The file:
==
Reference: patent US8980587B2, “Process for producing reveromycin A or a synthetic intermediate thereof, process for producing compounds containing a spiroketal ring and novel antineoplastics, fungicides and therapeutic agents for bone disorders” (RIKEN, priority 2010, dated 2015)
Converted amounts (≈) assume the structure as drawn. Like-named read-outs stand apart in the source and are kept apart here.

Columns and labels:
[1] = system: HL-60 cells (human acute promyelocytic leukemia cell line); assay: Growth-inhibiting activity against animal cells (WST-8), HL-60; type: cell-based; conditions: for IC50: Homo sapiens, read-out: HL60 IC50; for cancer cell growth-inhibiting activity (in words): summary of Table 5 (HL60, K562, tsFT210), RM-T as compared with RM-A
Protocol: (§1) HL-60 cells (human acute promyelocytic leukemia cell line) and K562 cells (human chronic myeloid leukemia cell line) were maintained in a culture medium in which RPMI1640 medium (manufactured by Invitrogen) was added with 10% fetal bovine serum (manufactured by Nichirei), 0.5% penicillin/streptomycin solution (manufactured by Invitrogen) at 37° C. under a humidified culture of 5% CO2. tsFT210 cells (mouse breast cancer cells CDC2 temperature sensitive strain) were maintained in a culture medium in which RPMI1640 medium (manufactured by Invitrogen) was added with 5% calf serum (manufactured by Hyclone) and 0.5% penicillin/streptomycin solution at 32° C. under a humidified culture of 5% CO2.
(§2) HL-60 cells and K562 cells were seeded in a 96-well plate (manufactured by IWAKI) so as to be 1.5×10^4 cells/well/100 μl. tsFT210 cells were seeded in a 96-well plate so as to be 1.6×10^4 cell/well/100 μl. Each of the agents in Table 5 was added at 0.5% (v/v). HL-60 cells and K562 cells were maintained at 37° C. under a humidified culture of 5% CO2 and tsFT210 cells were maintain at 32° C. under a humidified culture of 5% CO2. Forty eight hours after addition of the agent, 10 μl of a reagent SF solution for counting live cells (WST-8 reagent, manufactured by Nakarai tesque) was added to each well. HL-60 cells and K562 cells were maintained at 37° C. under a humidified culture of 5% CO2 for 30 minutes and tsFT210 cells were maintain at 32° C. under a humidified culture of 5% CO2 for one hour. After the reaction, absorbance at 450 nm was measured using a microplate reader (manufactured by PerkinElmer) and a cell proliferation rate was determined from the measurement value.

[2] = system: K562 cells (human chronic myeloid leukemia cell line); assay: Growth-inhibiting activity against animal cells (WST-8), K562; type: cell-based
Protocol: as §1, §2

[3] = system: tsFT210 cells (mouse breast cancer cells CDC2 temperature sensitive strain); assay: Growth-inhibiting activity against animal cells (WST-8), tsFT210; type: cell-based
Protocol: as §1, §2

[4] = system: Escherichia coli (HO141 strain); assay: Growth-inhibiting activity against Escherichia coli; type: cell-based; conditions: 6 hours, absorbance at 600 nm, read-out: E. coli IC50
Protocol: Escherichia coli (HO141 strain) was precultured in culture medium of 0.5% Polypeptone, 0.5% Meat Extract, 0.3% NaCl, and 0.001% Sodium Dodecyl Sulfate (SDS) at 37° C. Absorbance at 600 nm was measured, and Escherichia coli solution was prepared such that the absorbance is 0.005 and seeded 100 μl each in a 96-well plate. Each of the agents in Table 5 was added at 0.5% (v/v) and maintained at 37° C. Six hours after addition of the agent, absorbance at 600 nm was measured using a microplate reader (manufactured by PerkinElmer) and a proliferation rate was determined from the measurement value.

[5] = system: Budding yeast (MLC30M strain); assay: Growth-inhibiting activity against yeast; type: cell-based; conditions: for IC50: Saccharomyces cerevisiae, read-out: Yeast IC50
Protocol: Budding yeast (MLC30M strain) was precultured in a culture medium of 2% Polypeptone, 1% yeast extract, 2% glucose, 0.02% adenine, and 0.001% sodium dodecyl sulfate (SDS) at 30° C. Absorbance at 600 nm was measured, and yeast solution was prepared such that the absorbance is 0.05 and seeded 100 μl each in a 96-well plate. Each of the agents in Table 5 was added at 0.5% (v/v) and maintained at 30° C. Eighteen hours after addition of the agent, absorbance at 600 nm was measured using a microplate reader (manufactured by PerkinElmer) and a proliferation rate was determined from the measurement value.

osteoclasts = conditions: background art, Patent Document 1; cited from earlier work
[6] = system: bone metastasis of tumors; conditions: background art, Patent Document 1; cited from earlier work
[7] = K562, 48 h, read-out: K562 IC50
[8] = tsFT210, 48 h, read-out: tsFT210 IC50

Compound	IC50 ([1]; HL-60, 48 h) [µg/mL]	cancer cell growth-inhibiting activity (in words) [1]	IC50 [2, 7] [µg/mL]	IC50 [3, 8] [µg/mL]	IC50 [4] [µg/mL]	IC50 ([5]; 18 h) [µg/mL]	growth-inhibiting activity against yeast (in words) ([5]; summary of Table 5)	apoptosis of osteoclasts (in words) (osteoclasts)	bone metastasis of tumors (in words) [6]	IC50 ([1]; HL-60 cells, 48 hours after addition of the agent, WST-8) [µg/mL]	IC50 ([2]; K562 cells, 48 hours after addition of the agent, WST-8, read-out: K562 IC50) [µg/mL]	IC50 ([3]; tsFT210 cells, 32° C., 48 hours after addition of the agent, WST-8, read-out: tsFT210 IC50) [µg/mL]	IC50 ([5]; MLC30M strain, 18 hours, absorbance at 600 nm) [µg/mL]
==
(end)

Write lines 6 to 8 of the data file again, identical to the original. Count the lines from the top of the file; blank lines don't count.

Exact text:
(§2) HL-60 cells and K562 cells were seeded in a 96-well plate (manufactured by IWAKI) so as to be 1.5×10^4 cells/well/100 μl. tsFT210 cells were seeded in a 96-well plate so as to be 1.6×10^4 cell/well/100 μl. Each of the agents in Table 5 was added at 0.5% (v/v). HL-60 cells and K562 cells were maintained at 37° C. under a humidified culture of 5% CO2 and tsFT210 cells were maintain at 32° C. under a humidified culture of 5% CO2. Forty eight hours after addition of the agent, 10 μl of a reagent SF solution for counting live cells (WST-8 reagent, manufactured by Nakarai tesque) was added to each well. HL-60 cells and K562 cells were maintained at 37° C. under a humidified culture of 5% CO2 for 30 minutes and tsFT210 cells were maintain at 32° C. under a humidified culture of 5% CO2 for one hour. After the reaction, absorbance at 450 nm was measured using a microplate reader (manufactured by PerkinElmer) and a cell proliferation rate was determined from the measurement value.

[2] = system: K562 cells (human chronic myeloid leukemia cell line); assay: Growth-inhibiting activity against animal cells (WST-8), K562; type: cell-based
Protocol: as §1, §2